## DyingLoveGrape.## A Brief Introduction to Veronoi and Delaunay Diagrams.## Point on a Plane and Closest Regions.Let's plot a set of points. They can be essentially random for now, but note that this could stand for some kind of real-world data. Here it is:
Now let's tell a story. Once upon a time there were five greedy sisters who were given houses built on a countryside. They decided, being greedy, that they wanted to fence in their property. Since they didn't want too much conflict, they agreed that they'd only fence off land that was
Such a plot is called a Looking at a more realistic case, suppose there are 10 power stations scattered around some town, and they want to know (at least approximately) which homes they should power. Suppose, for the problem, that they don't need to worry about how much power, they just want to worry about minimizing loss: they'd like to power the closest houses that they can. This seems like a problem tailor-made for Voronoi diagrams. Let's picture this: It's a bit difficult to distinguish between some of the blue colors here, but there are exactly ten Voronoi polygons, one containing each point. What this says is, the power plants should zone the city according to this mapping and, for example, if a house falls in one of the power station's Voronoi polygons then it should be powered by that station. There are too many examples of Voronoi diagrams being useful for me to list. I've seen it be applied to the recreation of virtual tumors from points given by an $x$-ray, looking at nerve pathways, and where to run public transport so that people can more easily trek about a city.
## Graphs and their Duals.We'll take a brief interlude from Voronoi diagrams to talk a bit about graphs. We'll need this at the end of the post, but since Delaunay triangulations form a graph it's a good time to introduce them. A graph is a collection of vertices and edges which are assembled in a nice way:
This doesn't look much like our Voronoi diagrams above, which is a bit upsetting, but that's okay; we didn't really expect them to in the first place. Either way, one neat thing we can do to graphs is to take their - First, put one vertex inside of each closed polygons your graph makes. Also, put one vertex somewhere on the outside of all the closed-in polygons of your graph.
- Second, draw edges between each vertex if their closed polygonal regions were next to each other in the original graph; also, if the region was next to the "outside" of the graph, connect that vertex in the dual to the "outside" vertex.
Congratulations! You've made a dual graph. The idea is sort of like this: points in the dual correspond to closed-in polygons in the original graph. Each edge in the original graph should be crossed once and only once by an edge in the dual. It's much easier to show a picture of this than to describe it. The blue graph is the original graph, the red graph is the dual. We will talk about duals in a future post; at times, it is easier to work with a dual than it is to work with the original structure and (generally) if one proves a theorem for an original structure the theorem will also be able to be "dualized". ## Delaunay Triangulations.The Delaunay Triangulation is a strange structure. The idea is like this: - Take some number of points (let's say, for now, on the plane).
- Now connect the points such that the entire figure is now "made up of" triangles (i.e., triangulate). Look at the picture below for an idea of what this means.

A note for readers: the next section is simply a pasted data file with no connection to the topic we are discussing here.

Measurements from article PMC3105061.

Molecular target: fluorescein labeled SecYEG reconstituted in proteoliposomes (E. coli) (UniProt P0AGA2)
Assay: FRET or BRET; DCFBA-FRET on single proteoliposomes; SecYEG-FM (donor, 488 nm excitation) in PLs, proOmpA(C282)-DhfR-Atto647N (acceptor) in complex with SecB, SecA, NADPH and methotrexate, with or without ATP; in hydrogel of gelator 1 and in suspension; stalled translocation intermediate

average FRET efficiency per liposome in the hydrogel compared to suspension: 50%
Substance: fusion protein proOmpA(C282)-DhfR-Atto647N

- Pick a triangle and look at its three vertices: draw a circle which contains all these vertices. If none of your original points are inside the cirlce, good: keep going until you've exhausted all of the triangles. If any of the original points are inside of any of the circles then this is not a valid triangulation: go back to the previous step and try again.
The figure above shows all of the circles that we made in this triangulation; note that none of these circles contains, on the inside, any of the other points that we started with. If this is the case, then we call the graph that we've made (the original points and the edges forming the triangles) a As you might expect after reading the last section, the Delaunay triangulation is
Pretty neat, no? Notice that it is not Each partition of the plane these points make is a Voronoi polygon. In the figure above, make sure that you count exactly five Voronoi polygons and, moreover, note that each of our original points is in exactly one of these! Almost like magic. It's instructive to make an "incorrect" Delaunay triangulation (allowing one of the circles to contain an original point on its interior) and see what goes wrong. Usually, it's the case that more than one original point is in the Voronoi polygon. Note also that it is not always possible to make a Delaunay triangulation: for example, if you have three colinear points it's impossible to create a circle which passes through all of them. There are other criteria which make these triangulations impossible; see if you can find a few!
Last, even if the triangulation exists, it is not usually unique. Drawing a square and attempting to triangulate gives us two different triangulations: the diagonal up-left to bottom-right, and the diagonal bottom-left to up-right. This non-uniqueness might seem strange to you: the Veronoi diagram Think about the square again; look at the centers of the circles that one makes for each different triangulation: the centers will be the same and, hence, will not create any differences when one is constructing the duals. Do any other kinds of ambiguities come up in when making Delaunay triangulations? ## Next time...Next time, we'll look at some applications of Delaunay Triangulations and Voronoi Diagrams. |